Lessons from Bike Month

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The month of May was National Bike Month and we had some superstars pedaling to, from, and around campus! Many cyclists created teams and competed in The Commute Challenge from Cascade Bicycle Club. They were able to log their miles with Luum, a commute management program. We talked with five of this year’s competitors to hear their thoughts and advice on bike commuting.

The team component of this challenge was the key to success for many of the cyclists. Here are some inspiring thoughts on teamwork and motivation:

 “Overall, it’s been very solitary riding as a bike commuter, and this Bike Month event is a fun way to make this activity more communal; it certainly has made biking a social activity for me. It’s pleasant to feel appreciated as a cyclist through this challenge, and whenever I got on my bike during this month, I felt like I was doing other people a favor (my team, the bike-month organizers, the large community of 15,000 participants in this bike-month team challenge).”
– Miriam Meister, Ph.D., Physiology and Biophysics Department

A member of my team talked me into climbing the Inverness hill for a fantastic view of Lake Washington (and great landscaping). I saw rises of 22% grade, which is the most I have ever done. Without the team rides I would never have done this ride.”
–Anonymous rider

Depending on where you live and the trails available to you, you may have a different commute than your coworkers. These participants shared stories about their routes:

“I have a 5-mile commute from Ballard to UW, most of which is along the Burke. I love riding along the ship canal in Fremont, especially where it opens up and you can see Lake Union. This is the spot where my fiancé proposed to me two years ago, between the two bridges, so I hold a particular fondness for it in my heart. Not to mention that riding by Theo’s chocolate factory when they’re roasting cocoa beans is an indescribable joy to the senses — it’s like breathing in hot chocolate.”
– Sarah Nelson, BS, MPH, Institute for Public Health Genetics

“Here is my route. Google says 54 minutes, but it usually takes me about 40. I could go along Lake Washington Blvd., which is very scenic, but the lack of a shoulder or even bike lane makes it not so much fun during rush hour, when everyone is truly in a rush and drives like maniacs. I have also been on the BG Trail at rush hour, and that’s pretty crazy these days also!”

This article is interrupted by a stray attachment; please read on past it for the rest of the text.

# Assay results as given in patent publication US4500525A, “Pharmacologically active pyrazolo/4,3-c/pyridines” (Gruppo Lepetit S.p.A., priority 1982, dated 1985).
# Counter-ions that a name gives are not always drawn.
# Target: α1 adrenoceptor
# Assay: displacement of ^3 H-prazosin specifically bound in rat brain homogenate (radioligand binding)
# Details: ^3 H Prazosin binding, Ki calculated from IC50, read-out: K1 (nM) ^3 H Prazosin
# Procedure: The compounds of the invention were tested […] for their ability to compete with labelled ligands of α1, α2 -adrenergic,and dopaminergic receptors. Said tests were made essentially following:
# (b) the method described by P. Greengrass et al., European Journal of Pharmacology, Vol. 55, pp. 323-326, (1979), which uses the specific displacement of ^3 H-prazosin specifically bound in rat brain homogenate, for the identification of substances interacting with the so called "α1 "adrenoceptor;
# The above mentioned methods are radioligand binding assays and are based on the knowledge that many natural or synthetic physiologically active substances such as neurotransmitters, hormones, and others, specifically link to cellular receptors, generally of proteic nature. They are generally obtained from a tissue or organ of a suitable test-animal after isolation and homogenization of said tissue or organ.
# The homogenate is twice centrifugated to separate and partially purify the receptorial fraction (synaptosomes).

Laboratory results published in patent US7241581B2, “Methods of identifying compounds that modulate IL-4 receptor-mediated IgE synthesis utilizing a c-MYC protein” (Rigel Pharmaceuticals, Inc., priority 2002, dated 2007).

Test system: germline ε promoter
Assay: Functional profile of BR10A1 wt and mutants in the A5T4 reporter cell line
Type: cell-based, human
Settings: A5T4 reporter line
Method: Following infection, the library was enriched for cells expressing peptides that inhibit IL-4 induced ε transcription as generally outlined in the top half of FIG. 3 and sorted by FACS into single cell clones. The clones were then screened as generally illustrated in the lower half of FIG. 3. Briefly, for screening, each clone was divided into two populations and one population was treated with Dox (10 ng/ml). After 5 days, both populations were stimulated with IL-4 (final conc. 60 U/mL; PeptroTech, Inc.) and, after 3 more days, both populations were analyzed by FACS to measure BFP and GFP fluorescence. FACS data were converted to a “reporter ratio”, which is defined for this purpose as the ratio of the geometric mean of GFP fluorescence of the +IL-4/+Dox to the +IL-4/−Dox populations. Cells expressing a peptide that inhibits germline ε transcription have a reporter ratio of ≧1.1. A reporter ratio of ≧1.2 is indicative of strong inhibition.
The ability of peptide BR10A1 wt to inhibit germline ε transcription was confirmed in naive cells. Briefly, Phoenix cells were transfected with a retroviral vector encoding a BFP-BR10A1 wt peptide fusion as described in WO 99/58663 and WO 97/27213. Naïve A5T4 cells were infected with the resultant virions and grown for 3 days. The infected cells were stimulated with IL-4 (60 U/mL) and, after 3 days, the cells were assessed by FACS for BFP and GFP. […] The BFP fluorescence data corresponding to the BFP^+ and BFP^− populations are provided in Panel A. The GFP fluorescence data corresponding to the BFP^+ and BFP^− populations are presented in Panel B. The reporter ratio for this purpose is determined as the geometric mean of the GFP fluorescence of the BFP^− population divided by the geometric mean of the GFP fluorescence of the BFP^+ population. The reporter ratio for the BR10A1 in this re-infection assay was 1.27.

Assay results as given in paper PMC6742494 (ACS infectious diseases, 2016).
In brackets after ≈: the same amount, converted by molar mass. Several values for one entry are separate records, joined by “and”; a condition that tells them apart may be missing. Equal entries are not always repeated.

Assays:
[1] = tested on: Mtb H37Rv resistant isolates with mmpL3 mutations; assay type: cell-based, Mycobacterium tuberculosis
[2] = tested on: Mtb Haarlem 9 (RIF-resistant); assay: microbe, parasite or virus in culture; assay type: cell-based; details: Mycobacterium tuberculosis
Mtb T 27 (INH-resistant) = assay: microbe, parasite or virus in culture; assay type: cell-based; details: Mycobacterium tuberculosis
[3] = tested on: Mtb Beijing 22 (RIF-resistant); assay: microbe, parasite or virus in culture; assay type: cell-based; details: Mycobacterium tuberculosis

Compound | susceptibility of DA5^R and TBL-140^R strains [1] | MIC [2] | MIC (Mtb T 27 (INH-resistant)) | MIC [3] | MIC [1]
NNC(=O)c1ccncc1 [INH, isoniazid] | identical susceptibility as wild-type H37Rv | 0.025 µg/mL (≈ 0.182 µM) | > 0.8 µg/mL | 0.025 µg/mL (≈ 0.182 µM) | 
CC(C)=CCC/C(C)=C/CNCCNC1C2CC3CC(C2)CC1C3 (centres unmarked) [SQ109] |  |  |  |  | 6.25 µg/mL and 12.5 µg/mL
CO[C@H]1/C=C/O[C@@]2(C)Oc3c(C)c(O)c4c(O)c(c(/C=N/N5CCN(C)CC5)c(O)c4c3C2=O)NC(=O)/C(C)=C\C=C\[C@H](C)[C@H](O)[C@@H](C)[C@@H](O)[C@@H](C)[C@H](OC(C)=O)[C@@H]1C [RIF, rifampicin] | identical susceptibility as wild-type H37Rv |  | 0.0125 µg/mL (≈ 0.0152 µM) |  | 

– Andrew Davidson, Human-Centered Design & Engineering

Lastly, we asked for tips for new riders. So for all of you thinking about trying bike commuting for the first time, here are some thoughts:

“My tip for new riders is to ride defensively. Not scared, mind you, but ride in a way that no one (someone walking, someone driving a car) could fault you or tell some nasty story about you later. Most people in their cars are very happy to share the road with cyclists, but don’t assume that to be the case. Help give people who ride bikes keep a good reputation, and be considerate! Follow the rules of the road. “Use voice or bell when passing” on the BG Trail, even if the person is wearing headphones.”
– Sarah Nelson, BS, MPH, Institute for Public Health Genetics

“Take it slow – stay off of busy streets until you know what you are doing. Watch out for cars – especially car doors. Don’t be tentative; always commit. Also, some great stores to purchase cycling gear are Recycled Cycles, Hello Bike, Bike So Good, and REI.”
– Peter IC Lang, MS, CIH, Research & Occupational Safety

HCDE Bike Team

Hello Happy Cyclists Do Everything team at a bonding activity!


Be sure to take advantage of Washington’s beautiful summer months and ride as much as you can. Check out one of our previous articles for great biking resources and discounts. Let us know if you have any great stories, thoughts, or tips on bike commuting!